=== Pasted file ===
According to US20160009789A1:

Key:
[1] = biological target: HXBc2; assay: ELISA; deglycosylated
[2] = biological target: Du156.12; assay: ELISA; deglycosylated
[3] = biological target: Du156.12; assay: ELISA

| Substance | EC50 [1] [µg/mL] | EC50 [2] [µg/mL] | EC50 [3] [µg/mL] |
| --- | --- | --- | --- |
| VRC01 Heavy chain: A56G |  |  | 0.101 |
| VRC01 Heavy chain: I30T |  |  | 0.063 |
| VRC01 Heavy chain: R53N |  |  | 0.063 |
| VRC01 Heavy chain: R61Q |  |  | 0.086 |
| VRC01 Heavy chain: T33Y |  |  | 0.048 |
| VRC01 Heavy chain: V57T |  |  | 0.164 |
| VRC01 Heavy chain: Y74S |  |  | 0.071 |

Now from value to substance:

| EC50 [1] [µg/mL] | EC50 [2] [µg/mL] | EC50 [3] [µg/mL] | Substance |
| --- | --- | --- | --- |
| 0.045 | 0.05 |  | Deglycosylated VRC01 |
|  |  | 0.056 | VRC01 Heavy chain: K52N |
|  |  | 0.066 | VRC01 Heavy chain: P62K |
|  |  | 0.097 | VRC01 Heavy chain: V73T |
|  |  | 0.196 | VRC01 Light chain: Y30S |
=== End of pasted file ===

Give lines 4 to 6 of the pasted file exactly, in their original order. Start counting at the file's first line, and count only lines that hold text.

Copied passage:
[2] = biological target: Du156.12; assay: ELISA; deglycosylated
[3] = biological target: Du156.12; assay: ELISA

| Substance | EC50 [1] [µg/mL] | EC50 [2] [µg/mL] | EC50 [3] [µg/mL] |